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Apprehensive about overnight cooking

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    #16
    Welcome! I'm NW of you about ~2hrs. You'll have a good cook if you have a thermometer with alarms. You'll need to plan on tunking the coals to drop the ash and sweeping the ash at or near the 4hr mark, and a probably re-load of charcoal (and another ash sweep) at about the 8 hr mark, give or take. At 12-17lbs I'm usually at 12 hrs total, including 1-2hrs of "faux cambro" hold time, cooking at 250ish and wrapping after the stall.

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    #17
    Welcome to the Pit!

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    #18
    I’ve done many overnight cooks. Used to lose a lot of sleep. Alarm set every 30 mins to check temps. When I switched to a stickburner I was still setting a 30-min alarm, but now to feed the fire.

    About a year ago I got tired of being tired the next day and started cooking earlier the day before, then getting the meat in the warming oven around midnight. I sleep all night long while the meat rests in the oven. Great barbecue for lunch and I’m awake and happy to enjoy it!

    But to answer your question, no, it never bothered me to have a cooker going by itself during the night...ok, maybe the first time 😎
    Last edited by Santamarina; July 15, 2020, 01:43 AM.

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      #19
      Your feelings are normal but you will be fine. I agree with everyone else that you will have broken sleep that night but in the end it is worth it! The more you do it the easier it will become and you will rest easier, I promise. The best advice I have seen on this thread is a thermometer with an alarm. If something goes wrong either way you will know it. Good luck and welcome!

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        #20
        Thank you all for the information, advice and encouragement. I'll go with Meathead's original schedule in the Texas Smoked Brisket recipe and aim for the stars. I'll take pictures and notes and turn in a report at the end.

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          #21
          Bourbon helps.

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          • Ann-Marie in the backyard
            Ann-Marie in the backyard commented
            Editing a comment
            OH yeah it does. I'm usually more of a vodka person, but if all goes well on this one I'll be exploring the bourbon stash.

          #22
          I do unattended overnighters all the time - I use insulated cabinets and FireBoard. That said, you should stay up for your first. watch temps, see how the cooker responds to wind or cooler night time temps. Babysitting it once will give you confidence that you know enough about it to sleep next time.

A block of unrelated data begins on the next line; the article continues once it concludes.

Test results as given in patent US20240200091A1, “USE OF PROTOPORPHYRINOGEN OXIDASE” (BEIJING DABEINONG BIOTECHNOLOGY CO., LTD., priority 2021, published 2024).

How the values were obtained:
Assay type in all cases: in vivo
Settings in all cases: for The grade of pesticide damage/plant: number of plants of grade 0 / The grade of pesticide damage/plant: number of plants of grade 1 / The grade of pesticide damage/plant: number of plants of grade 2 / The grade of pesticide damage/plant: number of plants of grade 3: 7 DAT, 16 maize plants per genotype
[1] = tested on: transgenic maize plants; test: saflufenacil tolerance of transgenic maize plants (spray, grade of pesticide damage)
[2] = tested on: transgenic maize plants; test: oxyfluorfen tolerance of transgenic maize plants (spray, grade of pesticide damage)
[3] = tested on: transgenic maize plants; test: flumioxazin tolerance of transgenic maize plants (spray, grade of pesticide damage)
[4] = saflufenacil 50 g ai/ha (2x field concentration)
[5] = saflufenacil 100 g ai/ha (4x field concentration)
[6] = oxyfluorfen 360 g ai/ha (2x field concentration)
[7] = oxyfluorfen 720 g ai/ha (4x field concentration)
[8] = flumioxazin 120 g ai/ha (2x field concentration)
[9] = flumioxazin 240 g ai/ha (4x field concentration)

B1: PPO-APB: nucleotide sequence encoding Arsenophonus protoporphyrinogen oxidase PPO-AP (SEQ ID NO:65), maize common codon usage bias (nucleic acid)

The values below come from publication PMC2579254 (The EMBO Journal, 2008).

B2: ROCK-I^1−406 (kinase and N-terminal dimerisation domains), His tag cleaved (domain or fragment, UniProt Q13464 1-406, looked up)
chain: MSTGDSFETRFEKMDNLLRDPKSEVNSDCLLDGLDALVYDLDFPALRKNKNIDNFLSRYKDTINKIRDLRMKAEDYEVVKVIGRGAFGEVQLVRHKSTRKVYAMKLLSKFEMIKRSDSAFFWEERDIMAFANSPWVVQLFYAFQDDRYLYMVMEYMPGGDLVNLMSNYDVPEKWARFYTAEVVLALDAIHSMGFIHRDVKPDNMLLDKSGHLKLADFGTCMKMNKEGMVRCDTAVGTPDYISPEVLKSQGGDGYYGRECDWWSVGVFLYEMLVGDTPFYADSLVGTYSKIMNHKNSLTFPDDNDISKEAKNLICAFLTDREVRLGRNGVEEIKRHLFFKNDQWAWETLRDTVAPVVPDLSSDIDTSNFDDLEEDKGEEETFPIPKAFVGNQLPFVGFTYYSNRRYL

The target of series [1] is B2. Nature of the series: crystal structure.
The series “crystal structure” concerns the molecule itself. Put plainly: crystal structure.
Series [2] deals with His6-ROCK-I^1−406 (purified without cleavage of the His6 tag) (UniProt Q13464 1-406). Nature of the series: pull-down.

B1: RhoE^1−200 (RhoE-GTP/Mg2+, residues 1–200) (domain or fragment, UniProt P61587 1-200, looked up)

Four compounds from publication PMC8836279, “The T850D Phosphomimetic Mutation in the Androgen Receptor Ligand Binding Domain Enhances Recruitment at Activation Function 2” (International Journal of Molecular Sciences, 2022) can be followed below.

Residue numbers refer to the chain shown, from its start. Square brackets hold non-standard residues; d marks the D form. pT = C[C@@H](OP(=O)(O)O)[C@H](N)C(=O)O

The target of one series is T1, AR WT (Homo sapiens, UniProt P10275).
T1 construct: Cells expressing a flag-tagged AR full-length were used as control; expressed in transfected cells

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            #23
            Well... You know what they say...


            Huntington Beach welcomes you.

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              #24
              We have some pretty smart night-time critters around here and I'm always nervous they'll get into my cook. I left an Igloo Playmate cooler out one night and I saw raccoon handprints all over the button, but they didn't get in. That's how smart they are: they know to push the button then tilt the lid, but never made it work. Opening a kettle would be easy for them unless you weigh it down or latch it somehow. The ones around here are not at all scared of humans, until I pick up the hose to douse them. You have a dog?

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              • Ann-Marie in the backyard
                Ann-Marie in the backyard commented
                Editing a comment
                Two dogs, and a fence around the yard. The only things I've seen in the backyard are rabbits, squirrels and chipmunks -- not to say we don't have the usual groundhog-deer-raccoon-skunk nearby. Thanks for the warning, though -- we've got a 3-season porch with a latched door, and I'll keep all coolers and food-related stuff inside. Hopefully the heat of a 225 degree cooker will deter a smart raccoon.

              #25
              Ann-Marie in the backyard how did the brisket cook go for you?

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